Jewlicious 7.0 Review or in short, Fool’s Gold is awesome live. Drink yer wine in the car first.
Early arrival at Jewlicious with a Saturday night concert only ticket means no entrance until the start of the show promptly at 9:30pm. Boo! What will you get for being half an hour early? An amazing conversation (free of charge) with a security guard who likes to ramble about how much the Jewish folk keep feeding him (well what did you expect, Sir? You should come over for Shabbos dinner sometime). For good measure, and just to make sure we were clear on how well he was being fed, he threw in a tidbit about all the food his Hispanic lady was also feeding him. We decided to leave and come back, all the while pondering if by his Hispanic lady he meant his girlfriend/cleaning lady/personal chef???
That left us to our own devices. Getting ice cream seemed like a logical choice for kicking off a night of good, Jewish fun. So off to Baskin Robbins we went.
Dear Long Beach, Los Coyotes Diag is a confusing street with an even more confusing and strange name. Some diag you got there! Whatever that means. So clearly from there we needed to unscramble our minds and let loose for all the dancing that would shortly ensue. Pre-show partying continued next door at the local supermarket where we found ourselves some mini bottles of Gallo cabernet. If only Manishevitz made small bottles of wine! Dear Manishevitz, get on it!
Back to the show we went, now a little late, we caught the tail end of Kosha Dillz’s set. He definitely knew how to get the small, but enthusiastic, crowd going, jumping up and down and stirring up energy with a lot of call and response. (When I say Kosha, you say Dillz!) However, I probably could’ve done without the sweatpants song. I like sweatpants. I like songs. I don’t like sweatpants songs. Rappers have been wearing baggy clothes, sweatpants included, for a long time, old news. A couple Jewlicious festivals ago he donned a sequin hat with elephants on it. Now that’s an article of clothing I wanna hear about.
Soul Farm was a welcome addition to the lineup. The dancing progressed in intensity as these guys brought out the most eclectic sounds of the night; influences from rock to bluegrass, vocals in Hebrew and English, and instruments from hand drums to mandolin, really made Soul Farm a special treat. I looked back later to find a note I had typed up on my phone ‘Soul Farm sounds like bluegrass Smashing Pumpkins with Pete Seeger covers, heavy hand drums and celtic mandolin. More mando(lin)! (The wine may have also begun kicking in more right around this time). This was country fried, kick your shoes off, get down music.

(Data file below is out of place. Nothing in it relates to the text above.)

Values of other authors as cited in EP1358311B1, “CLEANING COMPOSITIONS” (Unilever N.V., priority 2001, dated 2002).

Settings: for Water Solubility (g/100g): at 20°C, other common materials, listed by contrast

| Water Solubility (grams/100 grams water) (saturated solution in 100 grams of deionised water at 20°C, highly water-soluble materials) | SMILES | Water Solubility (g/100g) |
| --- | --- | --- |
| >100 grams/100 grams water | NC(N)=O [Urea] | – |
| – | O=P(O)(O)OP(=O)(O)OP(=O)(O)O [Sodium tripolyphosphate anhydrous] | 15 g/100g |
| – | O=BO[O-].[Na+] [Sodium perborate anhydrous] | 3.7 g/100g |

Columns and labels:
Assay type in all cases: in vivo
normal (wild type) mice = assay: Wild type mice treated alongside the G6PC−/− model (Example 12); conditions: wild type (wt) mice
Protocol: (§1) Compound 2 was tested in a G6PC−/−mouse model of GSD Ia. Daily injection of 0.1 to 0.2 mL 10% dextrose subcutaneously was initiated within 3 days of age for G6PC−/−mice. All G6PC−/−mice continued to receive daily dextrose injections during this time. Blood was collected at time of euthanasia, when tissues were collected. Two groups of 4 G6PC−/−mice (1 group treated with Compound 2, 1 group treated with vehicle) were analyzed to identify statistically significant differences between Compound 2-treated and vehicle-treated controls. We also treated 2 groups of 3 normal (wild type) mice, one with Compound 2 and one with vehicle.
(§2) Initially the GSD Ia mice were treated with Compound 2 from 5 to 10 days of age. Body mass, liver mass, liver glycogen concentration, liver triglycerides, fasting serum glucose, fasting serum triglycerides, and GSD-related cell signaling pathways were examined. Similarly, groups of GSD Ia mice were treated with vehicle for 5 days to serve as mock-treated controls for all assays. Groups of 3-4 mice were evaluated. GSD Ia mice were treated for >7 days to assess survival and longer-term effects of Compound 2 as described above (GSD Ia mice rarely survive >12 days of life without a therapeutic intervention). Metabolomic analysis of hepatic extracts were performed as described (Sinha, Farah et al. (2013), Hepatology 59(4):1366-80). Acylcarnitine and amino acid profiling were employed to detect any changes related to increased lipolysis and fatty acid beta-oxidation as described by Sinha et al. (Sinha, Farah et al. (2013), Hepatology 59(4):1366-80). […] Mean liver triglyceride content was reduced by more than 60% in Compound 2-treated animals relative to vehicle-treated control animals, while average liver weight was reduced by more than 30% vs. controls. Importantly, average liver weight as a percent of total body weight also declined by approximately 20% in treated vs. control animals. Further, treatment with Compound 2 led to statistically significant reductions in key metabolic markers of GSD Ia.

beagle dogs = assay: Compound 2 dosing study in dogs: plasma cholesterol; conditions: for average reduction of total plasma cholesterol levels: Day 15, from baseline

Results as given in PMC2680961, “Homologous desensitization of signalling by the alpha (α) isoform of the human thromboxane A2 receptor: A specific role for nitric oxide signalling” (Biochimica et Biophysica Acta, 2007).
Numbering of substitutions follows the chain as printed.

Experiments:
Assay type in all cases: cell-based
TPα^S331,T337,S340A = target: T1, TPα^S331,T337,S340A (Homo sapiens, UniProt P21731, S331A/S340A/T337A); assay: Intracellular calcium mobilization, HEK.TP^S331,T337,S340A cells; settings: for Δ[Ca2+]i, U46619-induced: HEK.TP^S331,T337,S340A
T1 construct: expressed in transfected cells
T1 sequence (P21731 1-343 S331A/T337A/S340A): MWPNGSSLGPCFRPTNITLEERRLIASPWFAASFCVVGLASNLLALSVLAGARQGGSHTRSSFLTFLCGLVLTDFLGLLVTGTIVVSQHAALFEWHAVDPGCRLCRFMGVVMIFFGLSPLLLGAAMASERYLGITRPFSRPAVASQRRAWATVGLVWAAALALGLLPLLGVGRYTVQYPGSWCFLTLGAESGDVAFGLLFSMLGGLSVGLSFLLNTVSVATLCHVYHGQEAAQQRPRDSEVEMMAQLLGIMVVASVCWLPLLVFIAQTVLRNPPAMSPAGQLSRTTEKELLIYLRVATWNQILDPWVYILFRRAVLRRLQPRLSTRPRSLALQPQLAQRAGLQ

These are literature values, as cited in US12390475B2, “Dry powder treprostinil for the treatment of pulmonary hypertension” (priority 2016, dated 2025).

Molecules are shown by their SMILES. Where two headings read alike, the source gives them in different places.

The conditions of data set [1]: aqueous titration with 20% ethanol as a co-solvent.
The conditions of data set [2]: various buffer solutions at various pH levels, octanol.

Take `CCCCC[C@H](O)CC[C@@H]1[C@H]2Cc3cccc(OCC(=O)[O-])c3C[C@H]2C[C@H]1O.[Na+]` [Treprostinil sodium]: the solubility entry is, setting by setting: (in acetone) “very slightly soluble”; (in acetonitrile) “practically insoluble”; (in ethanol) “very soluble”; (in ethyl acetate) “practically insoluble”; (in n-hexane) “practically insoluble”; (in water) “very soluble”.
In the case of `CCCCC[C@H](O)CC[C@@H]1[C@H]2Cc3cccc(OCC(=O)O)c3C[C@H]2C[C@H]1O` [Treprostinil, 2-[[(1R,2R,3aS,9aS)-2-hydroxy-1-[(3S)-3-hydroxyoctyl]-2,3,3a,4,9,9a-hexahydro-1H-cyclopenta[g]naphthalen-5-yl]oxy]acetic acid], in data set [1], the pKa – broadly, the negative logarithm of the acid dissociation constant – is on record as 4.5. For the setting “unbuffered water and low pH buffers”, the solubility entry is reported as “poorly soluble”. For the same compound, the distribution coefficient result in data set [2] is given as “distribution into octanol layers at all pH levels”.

The expected highlight of the evening was Jewlicious newcomers, Fool’s Gold. I was particularly excited about seeing them since I had missed their previous show with Local Natives. Indie music scenesters had finally made their way to Jewlicious! Rabbi Yonah gave a special introduction and without further ado, they went to town with their special worldy, rhythm driven, dance worthy, chant-with-the-tribe lyrics, musical blend. Now Stop for a minute. Open up a new tab or window on your computer. Go to Youtube and listen to a few songs by Fool’s Gold, if you haven’t already. Try ‘Poseidon’, ‘Nadine’, and ‘Surprise Hotel’. It’s good right. Your head is bopping along, your hands are drumming on your desk, you can dig it. Now here’s a question, do you have any urge, whatsoever, to do the electric slide??? Because for some reason, unbeknownst to me, the Jewlicious crowd seemed to think this was a good idea. Did 1993 call? Because it would like the electric slide back, thanks!
I’m all about having a good time and dancing it up but this was beyond my inner music snob’s comprehension. Shout out to singer Luke Top for kicking it back to 1993 in a different way, by throwing in the old school kid’s song ‘Ha Kova Sheli’! Seemed like not much of the crowd, except me, remember the musical glory days of Hebrew school though, as much as Luke and I; they watched on in slight confusion as he sang it, until finally he exclaimed, “C’mon I thought you guys were Jewish.” In the end, Fools Gold finished out their set with percussion instruments in one hand and with their other arms around each other in a semi circle. That brotherly/sisterly tribal vibe emanated from between the musicians and onto the crowd, resulting in a feeling of unity—which is ultimately Jewlicious’ goal—to connect and bring together all different types of Jews.
The hippie vibes continued with Acharit Hayamim closing out the show. Our ‘Gallo’ haze and dancing had left us happy but weathered already and we left as the crowd danced it off into the wee hours. All in all, the Jewlicious concert left us with good vibes and worn out feet as any good concert should. Little tweaks, such as entrance times and ‘no electric slide’ warning signs, would be useful but there’s always next year. L’shana ha’ba’ah b’Jewlicious Festival!